Recent developments in the Markey Kennedy race seem to indicate that maybe the race really doesn’t matter that much. I don’t mean the result, which is clearly consequential; but more, the campaign leading up to Election Day. As political scientists like to say, this race is structural. Given that you have an incumbent with a 40+ year record (even if only seven years in the Senate itself), it’s not Ed Markey‘s campaign per se that’s gained traction, it is his policy vision for the future made credible by his long record; a vision which he elucidated before he even knew that he had a primary challenger.
“What Markey hadn’t done in the past was flex his muscles, flex his policy muscles.” said Suffolk University pollster David Paleologos. “Now he’s doing that and I think Kennedy is realizing policy runs deep in Massachusetts. Personality and persona are important too, but in Massachusetts policy runs very deep.”
Yes, people do care what you do.
So the mix of latest news is really telling: Joe Kennedy‘s father taps into a kitty that he’s been keeping since the 1990s, to help run super PAC ads for JKIII. As I’m quoted in the Globe saying here, this would not be necessary if Joe Kennedy III — actually, we can now say The Kennedys — did not see the race slipping away from him. (Markey‘s refusal to do a real People’s Pledge was indeed counterproductive and unprincipled; and on balance, it’s probably not helping him now.)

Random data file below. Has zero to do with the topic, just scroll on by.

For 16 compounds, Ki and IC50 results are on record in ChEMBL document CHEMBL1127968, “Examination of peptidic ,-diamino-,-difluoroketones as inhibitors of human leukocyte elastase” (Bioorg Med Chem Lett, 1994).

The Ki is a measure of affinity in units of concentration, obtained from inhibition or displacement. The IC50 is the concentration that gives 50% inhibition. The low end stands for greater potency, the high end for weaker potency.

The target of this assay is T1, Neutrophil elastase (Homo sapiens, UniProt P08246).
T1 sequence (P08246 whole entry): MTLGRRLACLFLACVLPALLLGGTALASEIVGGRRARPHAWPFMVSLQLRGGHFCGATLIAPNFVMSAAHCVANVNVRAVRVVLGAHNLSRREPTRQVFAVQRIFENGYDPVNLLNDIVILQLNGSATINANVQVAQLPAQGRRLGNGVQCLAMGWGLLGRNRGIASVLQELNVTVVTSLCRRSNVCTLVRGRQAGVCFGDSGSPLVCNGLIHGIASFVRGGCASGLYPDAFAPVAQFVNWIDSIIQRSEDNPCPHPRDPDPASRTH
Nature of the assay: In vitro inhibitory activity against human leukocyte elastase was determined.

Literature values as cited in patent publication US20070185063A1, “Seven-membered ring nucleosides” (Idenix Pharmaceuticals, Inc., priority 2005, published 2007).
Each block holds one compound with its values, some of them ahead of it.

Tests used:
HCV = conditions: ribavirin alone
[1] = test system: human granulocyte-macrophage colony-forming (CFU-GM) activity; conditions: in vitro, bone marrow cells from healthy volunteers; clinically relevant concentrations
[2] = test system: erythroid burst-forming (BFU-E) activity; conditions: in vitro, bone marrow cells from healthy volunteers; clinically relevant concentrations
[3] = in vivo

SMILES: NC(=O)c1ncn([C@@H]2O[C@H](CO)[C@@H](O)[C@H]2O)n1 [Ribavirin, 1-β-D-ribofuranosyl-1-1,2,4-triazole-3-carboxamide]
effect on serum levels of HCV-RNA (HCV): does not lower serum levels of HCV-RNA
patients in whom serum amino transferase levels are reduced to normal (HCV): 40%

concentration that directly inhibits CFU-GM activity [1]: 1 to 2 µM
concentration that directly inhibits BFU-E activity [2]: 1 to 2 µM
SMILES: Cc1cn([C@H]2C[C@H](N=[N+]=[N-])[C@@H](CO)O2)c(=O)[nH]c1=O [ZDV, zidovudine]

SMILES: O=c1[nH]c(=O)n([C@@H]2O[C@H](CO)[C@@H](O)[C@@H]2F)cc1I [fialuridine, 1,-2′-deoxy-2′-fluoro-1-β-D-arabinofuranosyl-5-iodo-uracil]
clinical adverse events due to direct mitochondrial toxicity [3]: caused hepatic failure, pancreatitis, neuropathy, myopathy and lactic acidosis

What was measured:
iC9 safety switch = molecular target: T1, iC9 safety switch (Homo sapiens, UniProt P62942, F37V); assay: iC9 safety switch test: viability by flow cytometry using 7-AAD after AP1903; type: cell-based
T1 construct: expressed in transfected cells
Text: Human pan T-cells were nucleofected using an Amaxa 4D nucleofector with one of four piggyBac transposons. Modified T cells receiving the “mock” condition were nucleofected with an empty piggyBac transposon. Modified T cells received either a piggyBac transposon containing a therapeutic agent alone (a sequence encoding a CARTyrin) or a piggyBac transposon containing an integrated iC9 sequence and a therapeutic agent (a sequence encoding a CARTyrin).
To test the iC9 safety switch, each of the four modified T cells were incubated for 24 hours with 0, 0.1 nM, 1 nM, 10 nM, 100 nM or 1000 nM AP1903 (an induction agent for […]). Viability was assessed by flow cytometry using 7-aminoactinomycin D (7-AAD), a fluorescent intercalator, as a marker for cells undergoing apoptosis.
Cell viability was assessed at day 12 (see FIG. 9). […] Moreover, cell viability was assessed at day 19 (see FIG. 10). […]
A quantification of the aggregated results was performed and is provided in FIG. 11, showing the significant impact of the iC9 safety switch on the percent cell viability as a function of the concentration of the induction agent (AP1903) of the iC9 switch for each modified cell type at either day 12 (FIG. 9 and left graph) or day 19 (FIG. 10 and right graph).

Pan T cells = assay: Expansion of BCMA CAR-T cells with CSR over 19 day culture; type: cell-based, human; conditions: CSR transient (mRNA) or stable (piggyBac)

And now we know the source of concern: This UMass/WCVB poll shows Markey with a stunning 15-point lead. With so many undecideds, and with so few polls having been taken, it’s good to take this result with a big grain of salt. But it certainly seems as if this campaign qua campaign — money, ads, debates, allegations and daily rat-a-tat-tat — hasn’t really made that much of a difference.
We don’t need to pretend Ed is flawless. I should not neglect to mention the DJ Henry incident, which was/is a terrible look for Ed. I’m glad he’s apologized, and I hope — actually, I insist — that he follows up in the way that he should have done from day one. But we have enough of an accounting to take the measure of his career and character, with the credits and debits. Ed Markey is now leveraging not family money and a name, but loyalties that he’s been developing for decades through good work, constituencies that may not have gotten attention in the past, or who weren’t even born at the time. The Green New Deal netted him an army of young enthusiasts, who are now making many thousands of phone calls for him and seemingly dominating the COVID-19 political landscape.
So maybe the super PACs, dad’s money and “tellyafatha”, the Quabbin reservoir gaffe, ice cream and Air Jordans, travel records, Broadway fundraisers that didn’t happen — maybe none of that is determinative.
Maybe the real campaign is the friends Ed made along the way.